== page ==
Operation: Fix This House!

Operation: Fix This House!
Our adventures in fixing up a fixer-upper

Confessions of an Antibride

Confessions of an Antibride
Snarky Commentary on Wedding Planning

Pink Dog Cooks

Pink Dog Cooks
Sort of.


And other Crafting Goodness

I believe they call this karma

Thursday, April 29, 2010

Last night I was making dinner, much like I do every night, when the middle finger on my left hand had an unfortunate encounter with the sour cream container.

I know what you're thinking, 'how does one injure one's self on a flimsy, plastic container?!'  Oh but it is so much better than that!  I didn't slice my finger open on the plastic.  Oh, no!  I sliced it open on the FOIL.  You know, that little foil seal that they put under the plastic lid to keep it fresh, or whatever?

Yeah.  I cut my finger on THAT FOIL.  And bled all over the place.  I went to serve dinner to MacGyver, with a paper towel over my finger to stop the bleeding - I'm sort of a pro at this First Aid stuff by now - and told him I cut my finger open.  His greatest fear of me in the kitchen is that I will somehow sever a main artery with a kitchen knife.  So when I said I cut my finger, he came flying out of the chair all "What?! Are you okay? Do we need to call 911?  The national guard?  I know CPR!"  And then I explained to him how I did it.  You know, with the FOIL.  And he had to excuse himself because he was laughing so hard.

And all of this took me back a few years to when I was about 17 years old.  My parents left my brother and I home alone for the evening while they went somewhere.  Portland, I think.  I don't really remember that part anymore.  Just that they weren't home.  My brother was about 14 or 15 and I was being the ever responsible older sister and making dinner.

I used to do a lot of baking when I was in high school.  And I made a mean chocolate chip cookie.  We had this spatula that was the perfect shape for taking cookies off the cookie sheet.  It was big, and round and metal so it slid under the cookie like buttah.  It was my favorite spatula, and I used it whenever possible.

This particular evening I was using it to flip french fries over on the cookie sheet so they could finish cooking.  I had pulled the cookie sheet out of the oven and had it on the stove top so I could flip the fries without searing my arms off, when my little brother came up behind me and did something that made me jump.  I forget exactly what that was now, but I jumped and whipped around, spatula in hand.

It all happened so fast, that the next few moments were a bit confusing.  I watched his face go from laughing, to a little confused, to really, really pale.  And I looked down at his wrist just in time to see blood start gushing out of a 3 inch gash.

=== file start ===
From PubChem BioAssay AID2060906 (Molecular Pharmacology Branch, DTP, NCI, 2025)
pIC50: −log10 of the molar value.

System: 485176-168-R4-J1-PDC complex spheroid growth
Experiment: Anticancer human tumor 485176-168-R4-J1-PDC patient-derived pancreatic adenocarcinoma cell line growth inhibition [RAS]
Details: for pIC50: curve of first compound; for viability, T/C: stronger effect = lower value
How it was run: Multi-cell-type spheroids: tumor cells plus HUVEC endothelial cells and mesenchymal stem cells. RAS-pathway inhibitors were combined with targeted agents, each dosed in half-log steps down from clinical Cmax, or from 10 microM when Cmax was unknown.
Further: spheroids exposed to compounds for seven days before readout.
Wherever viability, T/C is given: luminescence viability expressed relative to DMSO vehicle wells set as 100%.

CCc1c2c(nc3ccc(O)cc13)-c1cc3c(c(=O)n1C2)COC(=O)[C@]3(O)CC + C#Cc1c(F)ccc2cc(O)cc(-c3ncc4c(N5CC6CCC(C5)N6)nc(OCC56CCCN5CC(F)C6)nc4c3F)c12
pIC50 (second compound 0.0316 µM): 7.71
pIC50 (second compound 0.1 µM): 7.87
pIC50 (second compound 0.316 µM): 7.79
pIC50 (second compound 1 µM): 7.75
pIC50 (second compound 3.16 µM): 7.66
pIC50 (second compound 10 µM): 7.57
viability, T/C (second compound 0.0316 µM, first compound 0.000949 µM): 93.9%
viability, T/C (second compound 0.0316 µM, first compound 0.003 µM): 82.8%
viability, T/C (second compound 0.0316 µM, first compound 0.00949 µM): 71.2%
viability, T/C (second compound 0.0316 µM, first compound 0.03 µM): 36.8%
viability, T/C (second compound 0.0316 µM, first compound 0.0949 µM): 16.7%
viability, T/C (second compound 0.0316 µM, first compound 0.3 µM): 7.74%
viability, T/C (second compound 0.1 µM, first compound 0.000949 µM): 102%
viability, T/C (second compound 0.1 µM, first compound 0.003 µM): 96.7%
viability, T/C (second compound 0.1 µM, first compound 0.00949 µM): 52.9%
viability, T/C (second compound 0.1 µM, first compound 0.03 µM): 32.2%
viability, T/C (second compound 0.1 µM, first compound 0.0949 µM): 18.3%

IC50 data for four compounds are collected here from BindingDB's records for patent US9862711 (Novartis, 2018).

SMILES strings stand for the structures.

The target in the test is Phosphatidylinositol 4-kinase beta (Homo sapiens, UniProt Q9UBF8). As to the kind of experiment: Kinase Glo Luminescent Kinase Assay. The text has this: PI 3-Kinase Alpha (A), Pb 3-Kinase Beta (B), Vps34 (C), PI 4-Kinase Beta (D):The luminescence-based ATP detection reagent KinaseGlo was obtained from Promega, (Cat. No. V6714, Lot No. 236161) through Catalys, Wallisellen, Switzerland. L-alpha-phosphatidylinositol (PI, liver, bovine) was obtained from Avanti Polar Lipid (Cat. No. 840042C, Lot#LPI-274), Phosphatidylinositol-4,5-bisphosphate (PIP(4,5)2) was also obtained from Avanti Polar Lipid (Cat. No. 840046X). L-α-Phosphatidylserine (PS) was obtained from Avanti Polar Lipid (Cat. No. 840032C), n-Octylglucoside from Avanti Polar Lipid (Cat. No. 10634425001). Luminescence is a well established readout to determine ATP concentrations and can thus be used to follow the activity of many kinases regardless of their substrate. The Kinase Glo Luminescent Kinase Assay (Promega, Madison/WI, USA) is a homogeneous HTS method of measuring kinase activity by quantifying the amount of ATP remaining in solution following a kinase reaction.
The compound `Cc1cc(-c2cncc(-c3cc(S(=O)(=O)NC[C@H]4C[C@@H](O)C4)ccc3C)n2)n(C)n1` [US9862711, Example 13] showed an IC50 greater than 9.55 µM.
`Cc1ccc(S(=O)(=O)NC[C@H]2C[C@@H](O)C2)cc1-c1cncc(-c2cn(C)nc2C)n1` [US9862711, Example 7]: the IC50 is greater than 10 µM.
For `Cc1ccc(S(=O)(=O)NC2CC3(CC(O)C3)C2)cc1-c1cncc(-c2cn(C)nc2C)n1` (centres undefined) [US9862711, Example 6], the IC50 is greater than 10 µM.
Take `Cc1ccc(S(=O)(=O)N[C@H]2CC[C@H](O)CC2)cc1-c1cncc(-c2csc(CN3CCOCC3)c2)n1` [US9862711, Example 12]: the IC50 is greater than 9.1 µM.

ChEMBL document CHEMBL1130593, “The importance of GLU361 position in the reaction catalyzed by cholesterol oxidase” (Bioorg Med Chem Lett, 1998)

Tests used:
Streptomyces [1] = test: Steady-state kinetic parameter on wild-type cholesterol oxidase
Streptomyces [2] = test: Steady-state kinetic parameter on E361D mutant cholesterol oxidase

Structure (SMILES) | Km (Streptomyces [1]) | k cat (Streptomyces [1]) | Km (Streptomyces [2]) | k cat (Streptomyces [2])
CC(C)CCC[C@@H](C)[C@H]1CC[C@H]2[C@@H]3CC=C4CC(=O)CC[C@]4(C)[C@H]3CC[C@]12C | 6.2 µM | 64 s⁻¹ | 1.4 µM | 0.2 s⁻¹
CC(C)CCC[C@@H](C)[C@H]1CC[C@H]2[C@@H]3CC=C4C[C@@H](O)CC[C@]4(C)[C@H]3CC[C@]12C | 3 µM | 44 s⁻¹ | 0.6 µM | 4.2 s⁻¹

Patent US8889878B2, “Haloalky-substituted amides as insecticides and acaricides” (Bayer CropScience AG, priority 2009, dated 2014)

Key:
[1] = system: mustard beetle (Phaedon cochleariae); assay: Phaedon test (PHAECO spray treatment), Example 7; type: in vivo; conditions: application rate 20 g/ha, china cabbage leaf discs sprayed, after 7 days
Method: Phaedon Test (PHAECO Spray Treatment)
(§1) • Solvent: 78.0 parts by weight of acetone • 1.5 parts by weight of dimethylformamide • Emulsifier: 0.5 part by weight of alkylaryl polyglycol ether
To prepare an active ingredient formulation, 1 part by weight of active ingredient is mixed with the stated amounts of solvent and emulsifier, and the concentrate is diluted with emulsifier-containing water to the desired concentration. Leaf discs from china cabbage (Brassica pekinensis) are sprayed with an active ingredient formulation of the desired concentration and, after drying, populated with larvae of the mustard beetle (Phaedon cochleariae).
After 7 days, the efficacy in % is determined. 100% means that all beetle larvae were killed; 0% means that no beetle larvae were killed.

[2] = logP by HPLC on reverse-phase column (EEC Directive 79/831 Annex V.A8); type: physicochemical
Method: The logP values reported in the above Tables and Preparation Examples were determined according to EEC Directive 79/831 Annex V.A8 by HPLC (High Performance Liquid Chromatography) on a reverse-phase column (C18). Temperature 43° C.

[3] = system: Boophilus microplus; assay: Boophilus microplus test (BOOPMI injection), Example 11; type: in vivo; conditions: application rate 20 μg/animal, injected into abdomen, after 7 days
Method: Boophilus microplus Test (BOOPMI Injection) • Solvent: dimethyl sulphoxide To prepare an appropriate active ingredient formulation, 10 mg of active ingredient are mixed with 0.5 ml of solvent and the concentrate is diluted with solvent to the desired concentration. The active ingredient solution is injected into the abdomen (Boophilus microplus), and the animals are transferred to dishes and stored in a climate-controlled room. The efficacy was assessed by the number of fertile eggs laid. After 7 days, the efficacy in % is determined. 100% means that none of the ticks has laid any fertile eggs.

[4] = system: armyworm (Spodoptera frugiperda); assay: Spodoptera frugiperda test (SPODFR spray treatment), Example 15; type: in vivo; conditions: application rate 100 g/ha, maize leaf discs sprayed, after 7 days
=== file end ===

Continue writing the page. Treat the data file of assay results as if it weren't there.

So many things went through my head at that moment.  "Great.  My parents leave for one night and I assassinate my brother."  "What the hell just happened?!"  "I wonder if I should call 911 now?"  "What the hell just happened?!" "I wonder if a spatula is considered a deadly weapon?"  And then the worst one of them all, "I don't know where the Emergency Room is!"

So my brother and I look at each other all like, "what the hell just happened?!" and he says, "I think we should go to the Emergency Room."  And it wasn't that I disagreed with him, it was just that not only did I just attempt Spatular Manslaughter, but I was going to have to admit out loud that I didn't know how to get around the block by myself, let alone to the Emergency Room!!

But God Bless my little brother, that kid can get to you Argentina and back with his eyes closed.  A talent he inherited from our father, that sadly, I did not.  Not even a little bit.  So he grabbed a kitchen towel to place pressure on the wound (see, I told you I've had a lot of experience in First Aid!) and I grabbed the spatula so I could plead my case to the doctors and social workers who were sure to place my brother into foster care, and me into police custody upon arrival at the ER, and we piled into the car. 

And my brother, who was on the verge of passing out the whole trip, got us to the ER with no problem.  I'm still so impressed.  That's the difference between my brother and I.  He is so level headed and calm in these sorts of situations, and I'm all, "OMG WE'RE ALL GONNA DIE AND IT'S ALL MY FAULT!!!".  We were also raised Catholic, so I think that has something to do with the guilt factor there. 

We get inside and check in at the little desk and I'll never forget the lady who does the paperwork asking us what happened, and my brother saying, "my sister cut me with a spatula."  And I immediately added, "On accident!  It was an accident!!  FOR THE LOVE OF GOD, I'M NOT A SPATULA MURDERER!!!"  She raised one eyebrow and looked at both of us for a long minute before continuing.